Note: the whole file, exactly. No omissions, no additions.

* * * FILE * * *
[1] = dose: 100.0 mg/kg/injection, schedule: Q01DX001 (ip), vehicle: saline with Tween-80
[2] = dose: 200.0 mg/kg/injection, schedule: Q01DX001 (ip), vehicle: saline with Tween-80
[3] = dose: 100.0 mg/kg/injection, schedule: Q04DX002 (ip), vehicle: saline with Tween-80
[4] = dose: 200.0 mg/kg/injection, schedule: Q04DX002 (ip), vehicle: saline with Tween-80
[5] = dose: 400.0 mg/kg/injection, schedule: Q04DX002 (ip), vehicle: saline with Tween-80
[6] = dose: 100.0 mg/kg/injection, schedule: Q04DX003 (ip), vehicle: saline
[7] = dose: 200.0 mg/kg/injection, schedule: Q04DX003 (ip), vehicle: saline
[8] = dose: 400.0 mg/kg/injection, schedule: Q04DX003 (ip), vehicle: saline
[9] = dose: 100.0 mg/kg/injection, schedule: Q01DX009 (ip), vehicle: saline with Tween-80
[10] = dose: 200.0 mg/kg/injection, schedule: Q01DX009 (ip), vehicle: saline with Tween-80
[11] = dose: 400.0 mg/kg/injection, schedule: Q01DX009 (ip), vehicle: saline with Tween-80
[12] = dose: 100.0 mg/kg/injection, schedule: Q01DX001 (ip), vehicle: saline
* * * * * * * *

[1] = dose: 100.0 mg/kg/injection, schedule: Q01DX001 (ip), vehicle: saline with Tween-80
[2] = dose: 200.0 mg/kg/injection, schedule: Q01DX001 (ip), vehicle: saline with Tween-80
[3] = dose: 100.0 mg/kg/injection, schedule: Q04DX002 (ip), vehicle: saline with Tween-80
[4] = dose: 200.0 mg/kg/injection, schedule: Q04DX002 (ip), vehicle: saline with Tween-80
[5] = dose: 400.0 mg/kg/injection, schedule: Q04DX002 (ip), vehicle: saline with Tween-80
[6] = dose: 100.0 mg/kg/injection, schedule: Q04DX003 (ip), vehicle: saline
[7] = dose: 200.0 mg/kg/injection, schedule: Q04DX003 (ip), vehicle: saline
[8] = dose: 400.0 mg/kg/injection, schedule: Q04DX003 (ip), vehicle: saline
[9] = dose: 100.0 mg/kg/injection, schedule: Q01DX009 (ip), vehicle: saline with Tween-80
[10] = dose: 200.0 mg/kg/injection, schedule: Q01DX009 (ip), vehicle: saline with Tween-80
[11] = dose: 400.0 mg/kg/injection, schedule: Q01DX009 (ip), vehicle: saline with Tween-80
[12] = dose: 100.0 mg/kg/injection, schedule: Q01DX001 (ip), vehicle: saline